The owner of an established glazing company says finding workers has never been this hard, as the Government looks to turn off the migration tap in its post-Covid immigration reset. 

Nick Reid bought 100-year-old glazing company Auckland Glass three years ago and with great difficulty increased its staff by 50 percent to 30 staff, but current immigration restrictions may make it harder for businesses like his in the construction sector to continue growing. 

Last year Auckland Glass had higher revenue than the year before Covid thanks to big contracts on major infrastructure projects, including working on office fit-outs at Auckland’s Commercial Bay precinct.

But Reid says while the business is getting new contracts, the challenge has been a dwindling pool of talent. 

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The skills shortage he says has been the result of fewer locals wanting to train as glaziers coupled with the fact he says is “unrealistic” to pay a skilled tradesman $106,000 (Immigration NZ’s priority skilled migrant criteria), which was not in line with the industry standard.

“While the skills shortage has always been there, it’s never been more prevalent than right now,” Reid says. 

“We’d like to grow our staff by about 20 percent. There’s just not enough people learning the trade here.”

He says job advertisements across social media, recruitment websites and through recruitment agencies posted for a month would only attract five applicants, whereas two years ago, similar investment would bring at least 20 people. 

Reid hopes to grow Auckland Glass by 50 percent over the next two years, but that plan, he says, is dependent on whether or not he can get skilled workers.

Auckland Glass co-owner Nick Reid says while his business is getting new contracts, there is a dwindling pool of talent holding growth plans back. Photo: Supplied

“We made a decision two years ago to become an accredited employer to give skilled migrants a pathway to residency and employ offshore migrant workers but it’s a long costly process.

“It took us 18 months to get there and once we got there, it was a case of bad luck, the borders shut.”

He says the company has been unable to hire staff offshore and the migrants here have long queues ahead of them for permanent residency.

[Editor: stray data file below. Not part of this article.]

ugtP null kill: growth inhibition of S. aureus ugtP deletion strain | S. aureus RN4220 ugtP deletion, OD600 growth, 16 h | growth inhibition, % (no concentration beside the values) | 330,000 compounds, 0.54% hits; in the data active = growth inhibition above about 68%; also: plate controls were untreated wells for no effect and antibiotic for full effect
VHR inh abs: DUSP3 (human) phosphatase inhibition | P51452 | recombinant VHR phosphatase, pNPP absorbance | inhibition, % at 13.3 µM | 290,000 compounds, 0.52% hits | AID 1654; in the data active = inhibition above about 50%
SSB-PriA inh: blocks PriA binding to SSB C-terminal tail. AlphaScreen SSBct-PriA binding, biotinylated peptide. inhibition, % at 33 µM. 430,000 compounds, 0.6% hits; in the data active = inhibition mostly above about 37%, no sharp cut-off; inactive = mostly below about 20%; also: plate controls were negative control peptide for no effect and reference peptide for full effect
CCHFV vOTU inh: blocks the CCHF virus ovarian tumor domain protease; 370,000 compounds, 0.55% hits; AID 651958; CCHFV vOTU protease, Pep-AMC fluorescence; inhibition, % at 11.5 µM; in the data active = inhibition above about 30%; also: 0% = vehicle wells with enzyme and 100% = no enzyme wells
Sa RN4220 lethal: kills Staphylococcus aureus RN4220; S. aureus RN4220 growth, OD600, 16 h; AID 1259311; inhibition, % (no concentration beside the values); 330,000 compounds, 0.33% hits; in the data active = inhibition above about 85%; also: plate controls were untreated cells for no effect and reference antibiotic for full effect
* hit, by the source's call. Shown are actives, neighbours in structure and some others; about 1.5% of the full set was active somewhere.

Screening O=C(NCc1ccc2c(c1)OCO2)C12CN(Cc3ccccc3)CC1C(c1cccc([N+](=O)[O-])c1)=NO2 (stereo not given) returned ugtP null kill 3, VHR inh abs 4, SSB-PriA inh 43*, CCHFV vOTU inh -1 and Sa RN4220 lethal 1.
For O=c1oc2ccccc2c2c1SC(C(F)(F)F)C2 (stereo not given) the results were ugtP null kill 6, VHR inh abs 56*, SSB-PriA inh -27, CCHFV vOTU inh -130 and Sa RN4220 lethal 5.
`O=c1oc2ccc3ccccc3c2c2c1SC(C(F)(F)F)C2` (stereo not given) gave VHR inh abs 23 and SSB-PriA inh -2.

Immigration New Zealand is processing “non-priority” onshore residency applications from August 2019. There is a wait time of about a year and eight months.

But priority applications, by those migrants earning more than $106,000 or working in jobs that need occupational registration, are allocated to officers within two weeks of submission. 

The average salary of a glazier ranges between $50,000 to $85,000. 

“While the skills shortage has always been there, it’s never been more prevalent than right now,” Auckland Glass co owner Nick Reid says.

Reid says while he’s in support of having an economy not heavily reliant on migrant workers, there needs to be a transition as well as an effort for consultation from the Government before making a “short-sighted” immigration reset.

“The transition needed to be staggered, you can’t just turn the tap off. I consider our guys skilled workers and it cannot be learnt in a six-month period.”

Earlier this month, the Government announced about 500 MIQ rooms would be made available for “large groups” of skilled and critical workers every fortnight.

This would allow 2400 more RSE workers to be allowed into the country by March next year as well as 300 specialised construction workers by October to work on Auckland City Rail Link, Transmission Gully and Te Pae Christchurch Convention Centre.

Reid says while his company has been able to come out of Covid-19 mostly unscathed, going forward, the immigration reset will worsen the skills shortage for the wider construction industry and SME owners. 

“We have a small number of migrant workers, and they’re really good. We’re concerned some of these guys might not be able to get residency under these new rules and that’s a real shame. And it also means the skills shortage is only going to get worse, which is a concern for our business and for the entire construction industry.”

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